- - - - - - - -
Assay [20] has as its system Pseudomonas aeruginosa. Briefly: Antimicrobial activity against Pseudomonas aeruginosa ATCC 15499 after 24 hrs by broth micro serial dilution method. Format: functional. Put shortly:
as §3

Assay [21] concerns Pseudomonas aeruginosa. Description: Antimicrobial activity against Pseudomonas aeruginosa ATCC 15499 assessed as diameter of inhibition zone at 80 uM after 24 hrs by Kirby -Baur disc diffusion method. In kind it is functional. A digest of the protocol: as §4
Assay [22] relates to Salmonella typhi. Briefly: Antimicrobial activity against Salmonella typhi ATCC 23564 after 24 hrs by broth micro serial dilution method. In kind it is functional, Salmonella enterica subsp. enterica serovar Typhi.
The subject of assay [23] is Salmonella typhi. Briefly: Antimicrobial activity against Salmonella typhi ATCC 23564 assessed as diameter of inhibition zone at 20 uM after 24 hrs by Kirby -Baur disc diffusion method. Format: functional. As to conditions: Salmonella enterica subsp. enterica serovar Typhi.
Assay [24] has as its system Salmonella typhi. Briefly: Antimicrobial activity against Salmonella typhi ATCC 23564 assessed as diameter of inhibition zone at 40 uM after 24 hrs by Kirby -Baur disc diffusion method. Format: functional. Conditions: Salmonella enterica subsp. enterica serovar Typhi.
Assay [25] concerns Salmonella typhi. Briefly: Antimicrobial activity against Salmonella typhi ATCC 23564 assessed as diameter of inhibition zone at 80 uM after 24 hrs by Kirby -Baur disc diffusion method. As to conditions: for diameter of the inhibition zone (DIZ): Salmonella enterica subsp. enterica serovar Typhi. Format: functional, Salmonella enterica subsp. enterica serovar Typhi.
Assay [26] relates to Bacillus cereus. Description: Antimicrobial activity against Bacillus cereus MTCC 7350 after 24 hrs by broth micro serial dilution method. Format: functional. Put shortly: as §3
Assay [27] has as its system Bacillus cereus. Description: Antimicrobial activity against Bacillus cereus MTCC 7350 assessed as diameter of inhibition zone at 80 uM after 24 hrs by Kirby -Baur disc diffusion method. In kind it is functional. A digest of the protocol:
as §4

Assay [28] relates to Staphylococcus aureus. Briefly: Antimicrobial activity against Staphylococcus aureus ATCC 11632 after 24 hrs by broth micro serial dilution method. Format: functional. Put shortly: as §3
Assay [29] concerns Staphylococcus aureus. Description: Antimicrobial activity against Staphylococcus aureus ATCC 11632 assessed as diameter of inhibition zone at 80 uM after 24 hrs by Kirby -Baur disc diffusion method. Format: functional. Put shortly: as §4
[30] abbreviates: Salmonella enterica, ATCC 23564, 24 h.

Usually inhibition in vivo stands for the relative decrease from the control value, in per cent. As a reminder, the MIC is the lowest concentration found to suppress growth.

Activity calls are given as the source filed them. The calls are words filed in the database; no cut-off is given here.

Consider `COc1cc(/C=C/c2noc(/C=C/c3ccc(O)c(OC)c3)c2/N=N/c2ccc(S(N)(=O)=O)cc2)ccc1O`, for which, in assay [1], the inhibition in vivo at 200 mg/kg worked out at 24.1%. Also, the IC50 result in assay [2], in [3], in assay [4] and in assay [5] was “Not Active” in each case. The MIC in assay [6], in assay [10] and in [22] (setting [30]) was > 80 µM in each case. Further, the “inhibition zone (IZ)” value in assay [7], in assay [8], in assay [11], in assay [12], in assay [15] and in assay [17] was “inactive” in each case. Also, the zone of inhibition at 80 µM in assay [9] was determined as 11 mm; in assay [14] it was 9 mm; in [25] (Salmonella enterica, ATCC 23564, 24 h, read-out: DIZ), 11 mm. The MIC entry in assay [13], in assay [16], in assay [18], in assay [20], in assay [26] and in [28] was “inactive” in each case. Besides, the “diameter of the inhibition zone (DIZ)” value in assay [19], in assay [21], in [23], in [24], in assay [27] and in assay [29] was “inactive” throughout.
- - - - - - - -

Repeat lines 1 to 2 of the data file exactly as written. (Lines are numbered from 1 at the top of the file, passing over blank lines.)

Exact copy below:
Assay [20] has as its system Pseudomonas aeruginosa. Briefly: Antimicrobial activity against Pseudomonas aeruginosa ATCC 15499 after 24 hrs by broth micro serial dilution method. Format: functional. Put shortly:
as §3